Junior Madeline Claravall is a talented performer with a passion for the arts, dazzling Liberty audiences in productions such as “Mamma Mia!” and “Charlotte’s Web.” However, it is her role as a Missouri State Thespian Officer (STO) that has brought her statewide recognition.
“Essentially, I am one of four members of the Student Board of the Missouri Thespians, a state chapter of the International Thespian Society,” Claravall explains.
Her main responsibility as an STO is to organize the annual Missouri Thespian State Conference. Collaborating with her fellow STOs, Claravall plans and leads performance and technical theater workshops, arranges professional-level performances and recruits guest speakers throughout the year.
She expresses, “Leading this non-profit organization gives me the humbling privilege of supporting/promoting performing arts all over the country, and more specifically, our state.”
Claravall’s journey as a leader has been shaped by her determination and resilience in the face of adversity. As a woman of color (WOC), she has faced criticism for her natural disposition and assertiveness. Yet, she has come to recognize that these traits have been critical to her success.
“I was always scolded for being too bossy, too controlling, or too opinionated, while others were commended for being obedient, staying quiet, and not asking too many questions.” Claravall details, “Now, I see that it is my bossy, controlling, opinionated character that has helped me become the successful leader that I am today.”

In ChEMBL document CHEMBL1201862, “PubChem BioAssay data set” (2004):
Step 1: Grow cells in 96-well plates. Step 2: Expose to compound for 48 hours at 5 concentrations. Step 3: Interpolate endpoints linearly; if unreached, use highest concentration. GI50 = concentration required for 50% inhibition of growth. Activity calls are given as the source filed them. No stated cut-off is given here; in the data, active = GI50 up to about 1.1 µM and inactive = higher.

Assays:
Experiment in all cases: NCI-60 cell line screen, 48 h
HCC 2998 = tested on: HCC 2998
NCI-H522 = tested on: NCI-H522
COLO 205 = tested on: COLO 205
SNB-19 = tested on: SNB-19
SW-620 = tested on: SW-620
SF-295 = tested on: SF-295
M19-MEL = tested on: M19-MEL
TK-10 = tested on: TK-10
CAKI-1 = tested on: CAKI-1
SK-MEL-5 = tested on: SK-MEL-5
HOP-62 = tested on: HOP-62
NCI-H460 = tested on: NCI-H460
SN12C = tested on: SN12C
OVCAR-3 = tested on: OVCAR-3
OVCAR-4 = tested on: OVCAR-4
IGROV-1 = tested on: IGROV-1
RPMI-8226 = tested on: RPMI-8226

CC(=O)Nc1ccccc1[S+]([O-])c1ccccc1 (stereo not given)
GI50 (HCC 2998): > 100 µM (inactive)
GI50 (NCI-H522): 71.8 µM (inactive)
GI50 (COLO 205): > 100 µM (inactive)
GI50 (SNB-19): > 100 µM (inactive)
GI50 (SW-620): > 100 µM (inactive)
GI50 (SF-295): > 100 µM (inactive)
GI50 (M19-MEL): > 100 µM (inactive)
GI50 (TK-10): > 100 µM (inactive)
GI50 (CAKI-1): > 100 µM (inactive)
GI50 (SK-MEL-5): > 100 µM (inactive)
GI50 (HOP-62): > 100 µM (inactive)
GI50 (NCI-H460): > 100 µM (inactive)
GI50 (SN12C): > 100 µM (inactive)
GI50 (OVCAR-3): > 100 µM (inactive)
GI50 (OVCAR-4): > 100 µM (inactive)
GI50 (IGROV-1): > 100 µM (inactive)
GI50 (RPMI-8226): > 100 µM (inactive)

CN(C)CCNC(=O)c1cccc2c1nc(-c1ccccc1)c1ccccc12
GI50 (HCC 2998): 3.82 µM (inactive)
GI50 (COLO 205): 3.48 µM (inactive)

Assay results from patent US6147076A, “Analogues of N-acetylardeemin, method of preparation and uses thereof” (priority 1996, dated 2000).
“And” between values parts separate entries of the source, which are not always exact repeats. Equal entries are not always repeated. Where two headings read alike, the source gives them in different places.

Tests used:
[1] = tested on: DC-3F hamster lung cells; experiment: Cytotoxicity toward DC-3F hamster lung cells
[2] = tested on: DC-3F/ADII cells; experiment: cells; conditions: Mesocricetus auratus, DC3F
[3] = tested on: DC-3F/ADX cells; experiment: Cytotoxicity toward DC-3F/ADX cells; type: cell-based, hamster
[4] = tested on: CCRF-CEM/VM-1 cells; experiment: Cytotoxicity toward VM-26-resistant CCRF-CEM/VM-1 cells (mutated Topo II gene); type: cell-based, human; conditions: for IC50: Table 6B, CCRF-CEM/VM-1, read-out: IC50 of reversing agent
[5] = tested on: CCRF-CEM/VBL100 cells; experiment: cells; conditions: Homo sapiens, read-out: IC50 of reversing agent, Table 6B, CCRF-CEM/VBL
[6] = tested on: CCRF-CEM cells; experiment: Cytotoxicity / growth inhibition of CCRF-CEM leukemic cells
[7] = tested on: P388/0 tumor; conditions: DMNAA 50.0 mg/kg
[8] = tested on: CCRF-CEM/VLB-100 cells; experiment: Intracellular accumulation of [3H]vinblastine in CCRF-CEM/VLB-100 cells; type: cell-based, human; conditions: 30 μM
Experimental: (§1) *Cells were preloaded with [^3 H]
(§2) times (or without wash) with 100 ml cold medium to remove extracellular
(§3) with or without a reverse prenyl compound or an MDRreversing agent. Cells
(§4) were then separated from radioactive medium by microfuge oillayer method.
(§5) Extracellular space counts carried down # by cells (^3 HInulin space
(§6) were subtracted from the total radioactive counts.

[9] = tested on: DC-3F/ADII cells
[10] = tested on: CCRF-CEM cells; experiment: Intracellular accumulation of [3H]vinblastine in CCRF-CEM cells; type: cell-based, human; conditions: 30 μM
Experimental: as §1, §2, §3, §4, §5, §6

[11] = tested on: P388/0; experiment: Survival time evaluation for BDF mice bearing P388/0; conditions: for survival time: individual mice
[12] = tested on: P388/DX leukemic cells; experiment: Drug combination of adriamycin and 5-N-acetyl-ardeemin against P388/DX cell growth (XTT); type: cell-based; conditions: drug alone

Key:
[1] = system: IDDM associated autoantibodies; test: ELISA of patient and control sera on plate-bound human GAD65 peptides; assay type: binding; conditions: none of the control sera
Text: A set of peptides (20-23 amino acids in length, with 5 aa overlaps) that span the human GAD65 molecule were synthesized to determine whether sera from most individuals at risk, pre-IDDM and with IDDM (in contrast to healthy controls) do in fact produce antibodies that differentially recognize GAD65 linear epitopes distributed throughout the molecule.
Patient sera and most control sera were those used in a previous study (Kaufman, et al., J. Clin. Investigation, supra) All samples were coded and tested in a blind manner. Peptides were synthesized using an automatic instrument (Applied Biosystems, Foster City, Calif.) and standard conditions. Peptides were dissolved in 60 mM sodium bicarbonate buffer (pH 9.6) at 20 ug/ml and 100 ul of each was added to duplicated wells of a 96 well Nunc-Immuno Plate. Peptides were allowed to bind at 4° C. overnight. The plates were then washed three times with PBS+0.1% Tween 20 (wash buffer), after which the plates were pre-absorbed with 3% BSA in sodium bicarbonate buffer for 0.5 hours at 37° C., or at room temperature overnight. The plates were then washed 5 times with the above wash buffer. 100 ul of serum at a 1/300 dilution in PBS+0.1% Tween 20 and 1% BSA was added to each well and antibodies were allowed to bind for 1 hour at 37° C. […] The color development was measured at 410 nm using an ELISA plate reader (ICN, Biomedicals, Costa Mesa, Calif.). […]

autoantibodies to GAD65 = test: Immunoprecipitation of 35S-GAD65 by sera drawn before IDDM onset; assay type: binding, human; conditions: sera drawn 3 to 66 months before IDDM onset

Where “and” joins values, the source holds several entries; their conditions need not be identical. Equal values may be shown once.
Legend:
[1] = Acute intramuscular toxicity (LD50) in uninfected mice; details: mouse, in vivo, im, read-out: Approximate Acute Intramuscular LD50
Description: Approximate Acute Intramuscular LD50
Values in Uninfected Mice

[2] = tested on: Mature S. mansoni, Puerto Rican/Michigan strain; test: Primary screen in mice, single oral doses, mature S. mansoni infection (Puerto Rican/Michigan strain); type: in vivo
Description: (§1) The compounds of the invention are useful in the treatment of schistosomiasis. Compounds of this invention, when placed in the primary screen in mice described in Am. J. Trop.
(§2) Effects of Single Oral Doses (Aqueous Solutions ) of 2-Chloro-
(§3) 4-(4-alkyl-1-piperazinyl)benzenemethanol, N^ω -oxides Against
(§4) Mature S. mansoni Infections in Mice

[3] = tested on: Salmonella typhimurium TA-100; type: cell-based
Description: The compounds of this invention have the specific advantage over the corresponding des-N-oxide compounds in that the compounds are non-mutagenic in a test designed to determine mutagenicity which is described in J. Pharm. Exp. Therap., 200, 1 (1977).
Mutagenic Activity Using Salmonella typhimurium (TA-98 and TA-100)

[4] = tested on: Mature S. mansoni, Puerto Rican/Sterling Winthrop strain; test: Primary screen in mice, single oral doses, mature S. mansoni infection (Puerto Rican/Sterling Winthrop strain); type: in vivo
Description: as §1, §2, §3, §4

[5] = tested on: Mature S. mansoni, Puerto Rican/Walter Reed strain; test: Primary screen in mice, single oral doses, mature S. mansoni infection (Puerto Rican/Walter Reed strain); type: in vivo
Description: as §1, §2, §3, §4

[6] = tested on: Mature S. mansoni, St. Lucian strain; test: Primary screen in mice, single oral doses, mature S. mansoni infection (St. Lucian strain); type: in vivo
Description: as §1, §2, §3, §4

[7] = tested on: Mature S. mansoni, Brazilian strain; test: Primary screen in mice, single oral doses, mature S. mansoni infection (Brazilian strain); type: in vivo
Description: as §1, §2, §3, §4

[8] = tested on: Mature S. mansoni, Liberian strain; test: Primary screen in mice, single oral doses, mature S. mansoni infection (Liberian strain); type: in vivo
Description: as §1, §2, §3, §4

Claravall’s ability to recognize and embrace her strengths as a leader has not only propelled her forward but also serves as an inspiration to others. Through her leadership and example, she encourages other young women to embrace their own potential.
Her younger sister, Mallory, serves as her biggest source of inspiration. Although she has received unwavering support from numerous loved ones throughout her journey to leadership, it is Mallory who truly motivates her to be the best she can be.
Claravall describes her sister as “the coolest 10-year-old I know,” and admires her for being a kind, strong leader who is “wise beyond her years.” As Claravall explains, she sees herself as a role model for Mallory, and is constantly striving to set a positive example for her younger sibling.
“I know she looks to me for guidance and as an example, so, whether she knows it or not, she inspires me to be the best I can be, for her,” Claravall states.
Claravall’s experience as a female leader of color speaks to the systemic barriers that women face in gaining access to positions of power. As she notes, “Women – especially WOC – have historically been shunned from positions of power, or have had to work twice as hard as their male counterparts to reach the same level of success. Therefore, women and their opinions are often not represented in leadership roles at the same rate as men.”
However, Claravall believes that celebrating diversity and practicing inclusivity is essential to improving society. In her view, this means recognizing and acknowledging the contributions of women and other underrepresented groups, and taking active steps to amplify their voices and perspectives. As Claravall puts it, “Without different viewpoints, our world would become stagnant… so it is important to dedicate time to acknowledging how our mothers, daughters, sisters, and peers have made society into what it is today.”